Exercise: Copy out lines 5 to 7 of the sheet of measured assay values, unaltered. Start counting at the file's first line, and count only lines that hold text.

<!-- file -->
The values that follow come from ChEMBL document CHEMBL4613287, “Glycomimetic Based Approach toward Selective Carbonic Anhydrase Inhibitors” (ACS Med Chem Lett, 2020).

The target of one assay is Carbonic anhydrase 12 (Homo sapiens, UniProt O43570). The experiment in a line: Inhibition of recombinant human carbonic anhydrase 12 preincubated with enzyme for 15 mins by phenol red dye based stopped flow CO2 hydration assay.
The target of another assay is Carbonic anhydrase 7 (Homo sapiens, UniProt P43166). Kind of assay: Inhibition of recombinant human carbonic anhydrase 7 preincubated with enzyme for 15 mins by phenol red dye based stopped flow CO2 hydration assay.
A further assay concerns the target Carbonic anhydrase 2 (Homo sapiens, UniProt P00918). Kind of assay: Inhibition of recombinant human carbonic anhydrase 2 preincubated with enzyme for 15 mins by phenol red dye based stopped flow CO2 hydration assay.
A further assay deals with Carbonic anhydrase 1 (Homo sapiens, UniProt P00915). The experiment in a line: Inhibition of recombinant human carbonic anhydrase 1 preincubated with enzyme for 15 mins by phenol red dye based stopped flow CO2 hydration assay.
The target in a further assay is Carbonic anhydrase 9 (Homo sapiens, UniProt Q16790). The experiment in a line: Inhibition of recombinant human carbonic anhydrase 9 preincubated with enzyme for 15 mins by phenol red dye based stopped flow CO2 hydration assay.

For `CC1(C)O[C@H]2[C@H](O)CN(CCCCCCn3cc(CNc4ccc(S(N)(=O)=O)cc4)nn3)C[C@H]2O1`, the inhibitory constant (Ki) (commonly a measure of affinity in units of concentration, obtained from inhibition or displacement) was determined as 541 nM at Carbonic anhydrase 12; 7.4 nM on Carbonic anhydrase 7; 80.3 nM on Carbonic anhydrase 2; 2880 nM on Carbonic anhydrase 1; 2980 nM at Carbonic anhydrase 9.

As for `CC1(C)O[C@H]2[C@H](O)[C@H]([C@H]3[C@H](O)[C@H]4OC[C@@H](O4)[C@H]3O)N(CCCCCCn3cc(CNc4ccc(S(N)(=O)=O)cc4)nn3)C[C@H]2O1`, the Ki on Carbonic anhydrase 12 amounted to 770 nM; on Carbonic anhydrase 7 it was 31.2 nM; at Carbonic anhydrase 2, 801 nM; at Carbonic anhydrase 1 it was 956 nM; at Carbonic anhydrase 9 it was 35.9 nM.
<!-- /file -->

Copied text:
A further assay deals with Carbonic anhydrase 1 (Homo sapiens, UniProt P00915). The experiment in a line: Inhibition of recombinant human carbonic anhydrase 1 preincubated with enzyme for 15 mins by phenol red dye based stopped flow CO2 hydration assay.
The target in a further assay is Carbonic anhydrase 9 (Homo sapiens, UniProt Q16790). The experiment in a line: Inhibition of recombinant human carbonic anhydrase 9 preincubated with enzyme for 15 mins by phenol red dye based stopped flow CO2 hydration assay.

For `CC1(C)O[C@H]2[C@H](O)CN(CCCCCCn3cc(CNc4ccc(S(N)(=O)=O)cc4)nn3)C[C@H]2O1`, the inhibitory constant (Ki) (commonly a measure of affinity in units of concentration, obtained from inhibition or displacement) was determined as 541 nM at Carbonic anhydrase 12; 7.4 nM on Carbonic anhydrase 7; 80.3 nM on Carbonic anhydrase 2; 2880 nM on Carbonic anhydrase 1; 2980 nM at Carbonic anhydrase 9.